by Jon Klassen
Candlewick Press, October 9 2012
picture book anthropomorphism
A fish has stolen a hat. He knows it isn't his, but the big fish he stole it from probably won't notice it's gone. And besides, he's headed to where the plants grow big and tall, and nobody will ever find him. Ever...The cover:
Simple, telling and evocative of the style. The placing of the fish slightly to the right, showing his getaway bubble path, is inspired. Also, fun fact: did you know that the dimensions of This is Not My Hat are the same as Jon Klassen's previous picture book, I Want My Hat Back, but rotated 90 degrees? That's awesome in my book.
All right, so it's no big secret: our fishy protagonist has stolen a hat. (At least he doesn't try to deny it, right?) Narrating his progress in one continuous monologue, the fish makes his way through the pitch-black sea, with only rocks and seaweed to ground our progress through the negative space. The monologue is as simple as the illustration, and as fitting: "I know it's wrong to steal a hat," the fish explains. "I know it does not belong to me. But I am going to keep it. It was too small for him anyway. It fits me just right." Those last two lines are so perfect. <3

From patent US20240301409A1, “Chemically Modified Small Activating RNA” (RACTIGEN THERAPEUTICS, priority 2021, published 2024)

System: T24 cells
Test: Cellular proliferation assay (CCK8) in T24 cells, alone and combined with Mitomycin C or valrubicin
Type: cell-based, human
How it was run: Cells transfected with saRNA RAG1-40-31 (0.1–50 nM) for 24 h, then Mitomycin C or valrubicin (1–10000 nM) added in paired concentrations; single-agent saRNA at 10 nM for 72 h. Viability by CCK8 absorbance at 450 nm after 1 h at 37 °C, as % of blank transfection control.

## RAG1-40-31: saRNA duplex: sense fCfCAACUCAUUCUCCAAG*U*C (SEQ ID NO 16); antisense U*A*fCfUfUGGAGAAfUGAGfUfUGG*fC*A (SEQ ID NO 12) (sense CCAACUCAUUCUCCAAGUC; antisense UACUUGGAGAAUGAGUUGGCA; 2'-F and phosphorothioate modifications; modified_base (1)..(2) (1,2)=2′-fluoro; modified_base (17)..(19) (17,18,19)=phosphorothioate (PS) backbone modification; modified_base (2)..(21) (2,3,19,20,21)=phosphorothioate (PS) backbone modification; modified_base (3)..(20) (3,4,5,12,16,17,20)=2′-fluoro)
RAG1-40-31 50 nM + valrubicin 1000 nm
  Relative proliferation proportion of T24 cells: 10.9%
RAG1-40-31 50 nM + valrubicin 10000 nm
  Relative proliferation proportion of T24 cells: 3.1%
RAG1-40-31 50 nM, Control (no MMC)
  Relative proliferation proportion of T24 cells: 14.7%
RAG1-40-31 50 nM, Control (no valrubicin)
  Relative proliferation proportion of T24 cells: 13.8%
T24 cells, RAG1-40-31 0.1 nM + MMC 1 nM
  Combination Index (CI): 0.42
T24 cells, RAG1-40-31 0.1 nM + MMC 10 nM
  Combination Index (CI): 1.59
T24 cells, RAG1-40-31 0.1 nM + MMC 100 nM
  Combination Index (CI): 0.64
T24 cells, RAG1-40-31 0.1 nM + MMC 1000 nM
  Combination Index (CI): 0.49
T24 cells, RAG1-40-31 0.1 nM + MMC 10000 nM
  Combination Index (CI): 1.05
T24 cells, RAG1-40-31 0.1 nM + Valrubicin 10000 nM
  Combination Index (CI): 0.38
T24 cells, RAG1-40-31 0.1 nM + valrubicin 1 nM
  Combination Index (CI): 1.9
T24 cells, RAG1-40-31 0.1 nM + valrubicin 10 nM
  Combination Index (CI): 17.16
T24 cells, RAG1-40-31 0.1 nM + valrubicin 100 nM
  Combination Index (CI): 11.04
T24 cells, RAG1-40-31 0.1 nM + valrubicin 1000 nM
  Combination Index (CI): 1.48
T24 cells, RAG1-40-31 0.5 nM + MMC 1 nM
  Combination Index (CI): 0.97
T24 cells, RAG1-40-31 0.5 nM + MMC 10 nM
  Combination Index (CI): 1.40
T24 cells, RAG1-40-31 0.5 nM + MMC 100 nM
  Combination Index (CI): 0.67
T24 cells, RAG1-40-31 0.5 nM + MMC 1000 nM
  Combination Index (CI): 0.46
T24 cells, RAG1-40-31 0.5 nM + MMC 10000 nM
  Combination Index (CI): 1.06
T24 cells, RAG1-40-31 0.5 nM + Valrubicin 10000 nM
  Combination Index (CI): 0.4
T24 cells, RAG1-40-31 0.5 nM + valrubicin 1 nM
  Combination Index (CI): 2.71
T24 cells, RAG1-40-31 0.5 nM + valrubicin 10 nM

As the fish talks, we're shown the big fish in question. His eyes roll up to examine his empty head, then squint suspiciously as our narrator blithely says, "I stole it from a big fish... he probably won't know it was me who took it." It's all in the details, and with Klassen's singular illustration style, they carry the story.
Another recurring aspect that Klassen manipulates very well is the linear progression of the story. It's a constant chase that keeps our eye moving naturally to the right. And then the climax arrives, a full two-page spread drawing a veil of weeds between us and the action... until finally we see the tail of the big fish swimming away to the left, back to where he came from.
And yep, he's got his hat back.
Rating: 4.6 out of 5